American Scientist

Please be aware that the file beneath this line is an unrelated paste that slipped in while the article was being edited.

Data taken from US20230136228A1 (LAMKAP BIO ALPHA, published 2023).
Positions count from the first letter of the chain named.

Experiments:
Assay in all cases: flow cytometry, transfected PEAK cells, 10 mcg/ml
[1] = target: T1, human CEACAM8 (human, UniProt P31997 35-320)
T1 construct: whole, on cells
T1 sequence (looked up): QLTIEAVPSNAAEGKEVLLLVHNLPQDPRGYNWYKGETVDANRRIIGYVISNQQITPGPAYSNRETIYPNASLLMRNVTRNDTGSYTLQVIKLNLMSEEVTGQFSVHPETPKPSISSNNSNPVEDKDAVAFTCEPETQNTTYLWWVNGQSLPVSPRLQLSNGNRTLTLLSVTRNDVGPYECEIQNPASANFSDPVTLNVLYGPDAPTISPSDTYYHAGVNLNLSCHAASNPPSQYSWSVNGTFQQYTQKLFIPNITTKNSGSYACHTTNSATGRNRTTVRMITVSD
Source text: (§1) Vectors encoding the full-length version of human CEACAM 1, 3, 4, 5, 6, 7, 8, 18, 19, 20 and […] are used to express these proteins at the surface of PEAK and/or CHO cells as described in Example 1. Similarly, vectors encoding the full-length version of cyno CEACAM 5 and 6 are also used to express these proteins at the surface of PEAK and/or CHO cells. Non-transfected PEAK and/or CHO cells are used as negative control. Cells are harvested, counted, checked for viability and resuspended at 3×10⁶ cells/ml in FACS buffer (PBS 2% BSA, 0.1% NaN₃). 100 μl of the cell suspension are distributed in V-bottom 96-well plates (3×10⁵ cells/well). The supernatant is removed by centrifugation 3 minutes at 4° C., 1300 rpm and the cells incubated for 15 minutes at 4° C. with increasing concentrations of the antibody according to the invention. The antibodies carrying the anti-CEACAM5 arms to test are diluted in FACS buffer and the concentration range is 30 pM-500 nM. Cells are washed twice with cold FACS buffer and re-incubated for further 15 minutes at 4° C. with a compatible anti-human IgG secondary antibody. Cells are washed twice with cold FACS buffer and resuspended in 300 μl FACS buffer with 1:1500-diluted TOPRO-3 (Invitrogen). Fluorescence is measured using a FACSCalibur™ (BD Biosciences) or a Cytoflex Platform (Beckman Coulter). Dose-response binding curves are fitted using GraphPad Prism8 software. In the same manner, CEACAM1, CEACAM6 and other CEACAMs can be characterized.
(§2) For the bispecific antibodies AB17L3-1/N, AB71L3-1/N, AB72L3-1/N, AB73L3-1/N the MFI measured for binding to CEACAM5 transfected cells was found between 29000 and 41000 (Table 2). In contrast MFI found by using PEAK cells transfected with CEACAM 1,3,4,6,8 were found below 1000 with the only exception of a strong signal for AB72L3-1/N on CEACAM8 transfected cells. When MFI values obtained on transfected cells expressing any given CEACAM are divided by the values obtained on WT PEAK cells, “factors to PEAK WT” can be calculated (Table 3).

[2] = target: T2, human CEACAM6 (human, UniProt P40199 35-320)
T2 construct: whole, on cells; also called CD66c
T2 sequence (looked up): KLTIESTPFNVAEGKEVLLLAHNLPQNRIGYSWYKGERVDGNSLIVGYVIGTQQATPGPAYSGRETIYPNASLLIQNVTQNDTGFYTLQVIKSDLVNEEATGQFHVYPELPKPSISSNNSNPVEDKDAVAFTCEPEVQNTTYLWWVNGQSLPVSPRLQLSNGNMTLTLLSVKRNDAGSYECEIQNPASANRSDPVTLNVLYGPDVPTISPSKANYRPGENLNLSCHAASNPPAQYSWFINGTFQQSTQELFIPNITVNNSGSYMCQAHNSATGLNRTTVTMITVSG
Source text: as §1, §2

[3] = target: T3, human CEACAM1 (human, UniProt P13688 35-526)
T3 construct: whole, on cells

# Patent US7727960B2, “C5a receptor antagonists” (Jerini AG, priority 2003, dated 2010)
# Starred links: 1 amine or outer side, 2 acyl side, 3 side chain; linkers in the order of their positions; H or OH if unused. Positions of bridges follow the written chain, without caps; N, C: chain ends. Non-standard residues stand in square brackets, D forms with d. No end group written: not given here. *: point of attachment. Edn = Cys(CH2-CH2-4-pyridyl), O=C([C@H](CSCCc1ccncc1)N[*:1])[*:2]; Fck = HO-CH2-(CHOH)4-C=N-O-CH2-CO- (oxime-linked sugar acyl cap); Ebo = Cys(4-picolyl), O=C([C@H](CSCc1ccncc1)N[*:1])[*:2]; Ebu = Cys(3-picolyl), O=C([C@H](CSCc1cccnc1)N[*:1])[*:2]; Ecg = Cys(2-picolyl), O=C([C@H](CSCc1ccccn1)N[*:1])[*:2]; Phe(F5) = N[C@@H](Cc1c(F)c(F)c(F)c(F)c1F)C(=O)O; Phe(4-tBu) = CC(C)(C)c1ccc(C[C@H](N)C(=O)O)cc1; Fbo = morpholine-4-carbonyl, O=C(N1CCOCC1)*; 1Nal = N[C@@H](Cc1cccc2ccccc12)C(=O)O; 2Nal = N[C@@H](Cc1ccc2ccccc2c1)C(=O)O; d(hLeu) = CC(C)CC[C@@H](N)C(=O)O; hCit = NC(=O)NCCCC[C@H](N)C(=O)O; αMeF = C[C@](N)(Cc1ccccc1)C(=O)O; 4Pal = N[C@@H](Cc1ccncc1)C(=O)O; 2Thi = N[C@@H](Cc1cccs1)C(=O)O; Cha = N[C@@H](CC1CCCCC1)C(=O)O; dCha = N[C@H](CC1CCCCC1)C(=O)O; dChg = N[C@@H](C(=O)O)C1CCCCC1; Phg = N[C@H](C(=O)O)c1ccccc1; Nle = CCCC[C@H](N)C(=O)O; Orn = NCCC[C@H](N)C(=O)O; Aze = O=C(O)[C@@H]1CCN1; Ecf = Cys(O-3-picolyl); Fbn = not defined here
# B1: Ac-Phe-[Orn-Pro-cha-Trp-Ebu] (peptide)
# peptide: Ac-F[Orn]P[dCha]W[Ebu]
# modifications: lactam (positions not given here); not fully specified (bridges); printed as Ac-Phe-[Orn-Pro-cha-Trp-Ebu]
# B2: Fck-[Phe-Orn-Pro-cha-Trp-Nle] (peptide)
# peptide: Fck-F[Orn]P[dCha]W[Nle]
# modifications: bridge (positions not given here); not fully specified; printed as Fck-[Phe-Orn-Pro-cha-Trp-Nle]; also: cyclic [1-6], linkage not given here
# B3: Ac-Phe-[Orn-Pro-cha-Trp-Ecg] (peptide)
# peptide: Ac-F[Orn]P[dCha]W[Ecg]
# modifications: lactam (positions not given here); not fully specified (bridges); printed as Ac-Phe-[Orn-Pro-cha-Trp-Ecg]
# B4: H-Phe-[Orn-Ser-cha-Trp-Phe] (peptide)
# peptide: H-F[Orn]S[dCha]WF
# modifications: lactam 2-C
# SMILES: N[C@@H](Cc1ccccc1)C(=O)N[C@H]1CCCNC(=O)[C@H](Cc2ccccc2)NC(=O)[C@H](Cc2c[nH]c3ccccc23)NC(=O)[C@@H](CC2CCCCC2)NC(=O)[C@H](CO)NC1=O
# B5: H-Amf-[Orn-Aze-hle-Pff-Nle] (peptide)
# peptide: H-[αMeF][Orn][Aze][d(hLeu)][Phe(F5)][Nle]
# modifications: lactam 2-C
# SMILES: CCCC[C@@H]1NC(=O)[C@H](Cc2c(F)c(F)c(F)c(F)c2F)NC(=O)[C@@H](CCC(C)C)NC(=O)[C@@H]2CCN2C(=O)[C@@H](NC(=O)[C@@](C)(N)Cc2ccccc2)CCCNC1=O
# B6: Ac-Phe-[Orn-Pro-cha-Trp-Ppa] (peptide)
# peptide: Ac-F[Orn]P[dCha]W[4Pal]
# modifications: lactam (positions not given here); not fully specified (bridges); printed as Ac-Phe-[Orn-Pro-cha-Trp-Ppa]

In 1914, James Leuba, a psychologist at Bryn Mawr, conducted several surveys of scientists and college students regarding their religious beliefs, publishing his findings in a 1916 book titled The Belief in God and Immortality. Among scientists generally, 41.8 percent indicated they were believers in a personal God (defined as a being to whom one could pray, expecting a response), whereas 41.5 percent expressed disbelief in such a God and 16.7 percent declared themselves to be agnostic. Among elite scientists (those with an asterisk by their names in James McKean Cattell's American Men of Science), the percentage of believers was lower, at 31.6 percent. Among elite biologists, the subset who believed in God was even smaller—16.9 percent. In 1996 and 1998, Edward Larson and Larry Witham replicated Leuba's study, publishing their findings in the April 23, 1997, and July 23, 1998, issues of Nature. Their surveys revealed that of all scientists questioned, 39.3 percent professed belief in a personal God, about the same as in the 1914 study. However, among elite scientists—now defined as members of the National Academy of Sciences—the proportion who were believers had plummeted to 7 percent, with biologists showing the least religious conviction at 5.5 percent. In the general population of the United States, some 86 percent profess belief in the existence of a personal God, according to a 1999 Gallup poll. These figures dramatically indicate the great no-mans land separating the religious convictions of ordinary citizens from those of the scientific community, especially its leading members. This dissensus has fueled many of the bitter battles recently fought over evolution and stem cells and has ignited explosive devices laid along several political byways.
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